Category Archives: North American Culture

The Frenchified English of McDonald’s in France

I had the misfortune of eating at McDonald’s last Sunday when David and I decided to go on a drive to Chanaz, at the other end of Lac du Bourget. Unfortunately, we arrived at 2pm, when every restaurant in Europe closes because no one can possibly still be hungry at that time, so it was either starve (I normally eat breakfast at 11 and lunch at 2, I’m so unFrench!) or go to the only “restaurant” in this area that serves “food” after 2pm. So McDonald’s it was, though I think I should have chosen to just starve for a while longer.

I always have to laugh at fast food places in France because they try so hard to be American. Most of their menu is in English, though Frenchified English, because everyone associates fast food with the US, so of course you have to order in English to make the experience more authentic; and I’m sure it’s supposed to attract the Americans abroad. I got bored waiting at the drive-thru (that’s le drive in French) so I took a picture of their menu so I could see what ridiculous names they give the food. There’s the Big Tasty (Europe dropped the N’), the CBO (Chicken Bacon Oignons – why it’s 2/3 in English and 1/3 in French nobody knows!), Le P’tit Wrap Cheese & Sauce Ranch, and the value meals are called Best Of, though most burgers/sandwiches and the Happy Meal kept the same names.

Even though the spelling may be the same, the pronunciation is radically different, which basically means Americans who can’t speak Frenchified English can’t order at McDonald’s in France even though the menu is in English. Shortly after my arrival in France, the boulanger didn’t understand me when I tried to order un cookie because I pronounced it /ˈkʊki/ instead of /kuˈki/ and the whole time I was wondering why can’t it just be called un biscuit like I learned in French class. One little vowel and stress pattern changed and the word becomes incomprehensible. Though perhaps this should serve as a lesson why learning proper pronunciation of a foreign language is so important – especially the pronunciation of loan words that are deceptively similar to the original.

When we got home, I decided to look at McDonald’s French website for more “translations” – I highly recommend you don’t because the site is incredibly flash-heavy like most French sites – and came across this:

So I’m a little confused. Which is the English and which is the French? I’m pretty sure this is called a double cheeseburger in the US, but the translation seems to imply that Double Cheese is the English and that Double Cheeseburger is an appropriate translation into French. Why not just leave it as Double Cheeseburger and therefore have no need for that super helpful translation at the bottom?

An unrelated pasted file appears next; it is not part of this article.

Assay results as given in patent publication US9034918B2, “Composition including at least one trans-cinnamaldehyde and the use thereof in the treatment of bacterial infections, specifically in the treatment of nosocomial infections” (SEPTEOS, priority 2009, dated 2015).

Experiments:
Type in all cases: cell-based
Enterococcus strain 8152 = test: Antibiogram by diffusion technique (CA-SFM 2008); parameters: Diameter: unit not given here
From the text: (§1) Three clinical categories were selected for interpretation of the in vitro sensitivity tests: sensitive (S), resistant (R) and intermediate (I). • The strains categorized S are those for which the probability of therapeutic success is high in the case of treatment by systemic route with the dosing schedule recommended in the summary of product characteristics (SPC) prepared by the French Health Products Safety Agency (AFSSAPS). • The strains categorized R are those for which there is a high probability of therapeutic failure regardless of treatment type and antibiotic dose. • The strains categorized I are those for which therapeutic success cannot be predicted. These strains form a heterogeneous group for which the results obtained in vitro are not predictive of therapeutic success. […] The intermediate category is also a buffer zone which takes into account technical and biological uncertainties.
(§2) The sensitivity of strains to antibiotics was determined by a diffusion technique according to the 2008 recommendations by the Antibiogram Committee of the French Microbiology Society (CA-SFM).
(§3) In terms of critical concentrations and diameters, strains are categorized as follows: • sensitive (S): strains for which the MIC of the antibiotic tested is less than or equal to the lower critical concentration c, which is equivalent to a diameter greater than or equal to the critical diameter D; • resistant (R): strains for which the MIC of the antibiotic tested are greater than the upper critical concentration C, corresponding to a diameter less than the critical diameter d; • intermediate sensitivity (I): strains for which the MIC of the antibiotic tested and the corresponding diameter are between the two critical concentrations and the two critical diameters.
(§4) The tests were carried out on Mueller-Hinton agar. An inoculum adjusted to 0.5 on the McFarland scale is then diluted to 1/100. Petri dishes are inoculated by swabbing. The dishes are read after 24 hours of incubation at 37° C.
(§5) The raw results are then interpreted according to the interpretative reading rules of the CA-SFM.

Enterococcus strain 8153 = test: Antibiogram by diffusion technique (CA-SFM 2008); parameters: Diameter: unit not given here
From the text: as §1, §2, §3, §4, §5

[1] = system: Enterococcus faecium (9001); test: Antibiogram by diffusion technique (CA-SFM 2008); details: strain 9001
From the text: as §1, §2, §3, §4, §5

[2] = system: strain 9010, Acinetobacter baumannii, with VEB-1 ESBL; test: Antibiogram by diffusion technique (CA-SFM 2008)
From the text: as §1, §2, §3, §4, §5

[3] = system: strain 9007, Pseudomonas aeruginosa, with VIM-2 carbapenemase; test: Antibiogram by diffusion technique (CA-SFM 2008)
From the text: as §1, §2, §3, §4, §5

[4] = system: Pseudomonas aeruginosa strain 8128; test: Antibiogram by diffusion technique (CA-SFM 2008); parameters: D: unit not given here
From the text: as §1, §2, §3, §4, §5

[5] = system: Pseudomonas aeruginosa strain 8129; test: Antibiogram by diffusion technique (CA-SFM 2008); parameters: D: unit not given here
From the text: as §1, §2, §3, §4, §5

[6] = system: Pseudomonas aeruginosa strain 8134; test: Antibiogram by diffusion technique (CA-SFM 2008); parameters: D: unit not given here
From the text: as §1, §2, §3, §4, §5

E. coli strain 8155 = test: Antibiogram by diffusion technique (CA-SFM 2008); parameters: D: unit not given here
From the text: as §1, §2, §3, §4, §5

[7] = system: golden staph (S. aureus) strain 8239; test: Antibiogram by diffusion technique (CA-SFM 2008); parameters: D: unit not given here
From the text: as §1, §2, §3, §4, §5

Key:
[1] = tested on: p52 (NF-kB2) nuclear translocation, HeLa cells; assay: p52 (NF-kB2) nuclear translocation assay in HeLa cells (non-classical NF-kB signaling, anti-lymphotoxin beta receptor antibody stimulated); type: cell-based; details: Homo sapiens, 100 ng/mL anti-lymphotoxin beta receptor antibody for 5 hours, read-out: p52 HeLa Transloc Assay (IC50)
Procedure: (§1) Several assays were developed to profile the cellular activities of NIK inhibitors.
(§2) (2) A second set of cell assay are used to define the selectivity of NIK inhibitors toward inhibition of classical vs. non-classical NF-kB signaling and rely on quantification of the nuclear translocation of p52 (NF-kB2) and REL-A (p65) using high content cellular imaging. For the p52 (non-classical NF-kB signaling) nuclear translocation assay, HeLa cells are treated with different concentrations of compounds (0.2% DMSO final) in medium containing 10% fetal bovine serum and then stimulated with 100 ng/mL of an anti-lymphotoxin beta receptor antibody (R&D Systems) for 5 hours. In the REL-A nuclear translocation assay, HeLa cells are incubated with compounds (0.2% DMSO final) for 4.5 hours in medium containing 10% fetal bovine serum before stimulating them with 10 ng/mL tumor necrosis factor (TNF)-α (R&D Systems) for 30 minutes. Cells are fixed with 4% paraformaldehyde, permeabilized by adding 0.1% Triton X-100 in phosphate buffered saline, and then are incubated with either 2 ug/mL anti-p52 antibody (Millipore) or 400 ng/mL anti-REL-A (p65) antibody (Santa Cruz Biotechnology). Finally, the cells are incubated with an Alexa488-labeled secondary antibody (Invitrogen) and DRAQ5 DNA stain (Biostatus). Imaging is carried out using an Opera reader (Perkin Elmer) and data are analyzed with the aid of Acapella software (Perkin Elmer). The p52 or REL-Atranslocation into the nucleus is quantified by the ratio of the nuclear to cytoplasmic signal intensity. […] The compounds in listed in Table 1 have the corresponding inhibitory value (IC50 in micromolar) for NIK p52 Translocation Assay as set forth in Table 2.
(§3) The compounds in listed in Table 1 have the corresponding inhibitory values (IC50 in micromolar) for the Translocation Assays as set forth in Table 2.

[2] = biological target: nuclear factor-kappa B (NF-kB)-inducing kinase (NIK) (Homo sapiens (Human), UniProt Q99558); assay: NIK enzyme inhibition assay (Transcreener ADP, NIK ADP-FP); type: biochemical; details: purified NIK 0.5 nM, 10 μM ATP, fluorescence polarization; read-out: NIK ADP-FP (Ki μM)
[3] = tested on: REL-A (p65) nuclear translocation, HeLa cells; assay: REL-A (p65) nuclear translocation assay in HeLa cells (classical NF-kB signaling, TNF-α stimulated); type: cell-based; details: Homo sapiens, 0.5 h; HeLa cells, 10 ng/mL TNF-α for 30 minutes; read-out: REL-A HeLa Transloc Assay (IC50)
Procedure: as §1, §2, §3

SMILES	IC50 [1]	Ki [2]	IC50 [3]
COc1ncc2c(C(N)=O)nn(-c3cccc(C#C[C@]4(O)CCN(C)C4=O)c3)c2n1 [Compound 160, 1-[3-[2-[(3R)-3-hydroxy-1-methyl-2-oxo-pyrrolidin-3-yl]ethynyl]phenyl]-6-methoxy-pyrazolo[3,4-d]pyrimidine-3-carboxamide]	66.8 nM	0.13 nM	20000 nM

Kentucky Fried Chicken in France

It’s Sunday and we have no food in the apartment because it’s Sunday and no stores are open. Ok, some stores are open in the morning on Sundays, but they are so crowded that I hyperventilate just thinking about it.

A KFC opened in Chambéry a few months ago and I was actually curious to see what it would be like (though I haven’t eaten at KFC in the US since I was in high school…) and David wanted to try it too since he’s never had it. KFC hopes to open 200 restaurants in France by 2012 and according to their awful flash-heavy website that takes 2 minutes to load, there are currently 93 restaurants open.

So I got some Crispy Tenders (the menu is mostly in English, of course). My first impression of a Frenchified KFC is: where are the mashed potatoes & gravy?!

Yes, they sell pieces of chicken in a bucket with Col. Sanders’ face on it but that’s about where the similarities end. The sides available with the meals are a salad, fries or a little corn on the cob that no one knows how to “make” and so they won’t even give it to you, but instead substitute fries without your knowledge.  The sauces available for the chicken are barbecue, sweet & sour or curry. The desserts are the standard ones you find at French McDonald’s and Quick: fondant au chocolat, tiramisu, tartes, etc.

No mashed potatoes, no gravy, no biscuits, no mac & cheese, no beans, no rice, no apple pie or parfaits.  I figured these things wouldn’t be served in France, but I still had a tiny bit of hope. And now I’m actually craving the mashed potato bowl – mashed potatoes with corn, chicken, gravy and cheddar cheese on top. It’s seriously no surprise to me that French people would not want to eat that, but now I do! And I can’t have it. ::sigh::